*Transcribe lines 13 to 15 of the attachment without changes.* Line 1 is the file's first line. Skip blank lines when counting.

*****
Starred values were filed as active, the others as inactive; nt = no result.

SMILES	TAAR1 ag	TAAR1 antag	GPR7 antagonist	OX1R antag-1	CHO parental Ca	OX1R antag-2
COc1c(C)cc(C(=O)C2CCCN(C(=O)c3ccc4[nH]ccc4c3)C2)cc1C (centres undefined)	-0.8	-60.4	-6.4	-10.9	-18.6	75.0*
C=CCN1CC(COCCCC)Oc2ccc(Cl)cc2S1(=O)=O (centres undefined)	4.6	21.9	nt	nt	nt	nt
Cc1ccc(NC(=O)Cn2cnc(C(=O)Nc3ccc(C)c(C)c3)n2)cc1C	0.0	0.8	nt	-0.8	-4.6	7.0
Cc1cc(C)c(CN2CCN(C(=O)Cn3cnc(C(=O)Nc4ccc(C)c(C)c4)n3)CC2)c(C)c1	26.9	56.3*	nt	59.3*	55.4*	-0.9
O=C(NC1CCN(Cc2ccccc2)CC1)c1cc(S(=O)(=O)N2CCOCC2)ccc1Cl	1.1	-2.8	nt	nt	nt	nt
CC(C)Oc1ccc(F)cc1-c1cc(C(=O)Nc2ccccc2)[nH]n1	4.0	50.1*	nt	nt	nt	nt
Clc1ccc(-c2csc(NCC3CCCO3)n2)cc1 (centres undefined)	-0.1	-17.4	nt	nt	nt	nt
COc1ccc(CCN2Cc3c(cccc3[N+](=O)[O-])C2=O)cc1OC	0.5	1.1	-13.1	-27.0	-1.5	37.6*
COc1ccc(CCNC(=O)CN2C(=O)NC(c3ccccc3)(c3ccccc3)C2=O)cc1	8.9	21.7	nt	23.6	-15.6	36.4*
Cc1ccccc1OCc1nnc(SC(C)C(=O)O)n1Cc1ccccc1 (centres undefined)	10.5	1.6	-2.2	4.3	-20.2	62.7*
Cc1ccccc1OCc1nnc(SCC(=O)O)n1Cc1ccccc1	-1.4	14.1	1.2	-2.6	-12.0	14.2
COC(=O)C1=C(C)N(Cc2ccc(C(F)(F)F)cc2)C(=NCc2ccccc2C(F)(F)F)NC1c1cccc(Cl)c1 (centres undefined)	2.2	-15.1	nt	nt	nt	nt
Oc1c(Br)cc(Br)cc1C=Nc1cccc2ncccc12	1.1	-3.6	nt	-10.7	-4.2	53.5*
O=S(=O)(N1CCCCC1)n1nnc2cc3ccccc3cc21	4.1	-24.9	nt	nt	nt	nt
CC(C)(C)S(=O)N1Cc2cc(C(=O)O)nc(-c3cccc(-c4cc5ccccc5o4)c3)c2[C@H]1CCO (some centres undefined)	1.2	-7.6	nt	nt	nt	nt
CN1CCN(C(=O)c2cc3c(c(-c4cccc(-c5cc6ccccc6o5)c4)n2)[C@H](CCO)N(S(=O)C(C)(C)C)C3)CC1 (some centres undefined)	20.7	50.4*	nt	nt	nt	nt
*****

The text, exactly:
Cc1ccccc1OCc1nnc(SCC(=O)O)n1Cc1ccccc1	-1.4	14.1	1.2	-2.6	-12.0	14.2
COC(=O)C1=C(C)N(Cc2ccc(C(F)(F)F)cc2)C(=NCc2ccccc2C(F)(F)F)NC1c1cccc(Cl)c1 (centres undefined)	2.2	-15.1	nt	nt	nt	nt
Oc1c(Br)cc(Br)cc1C=Nc1cccc2ncccc12	1.1	-3.6	nt	-10.7	-4.2	53.5*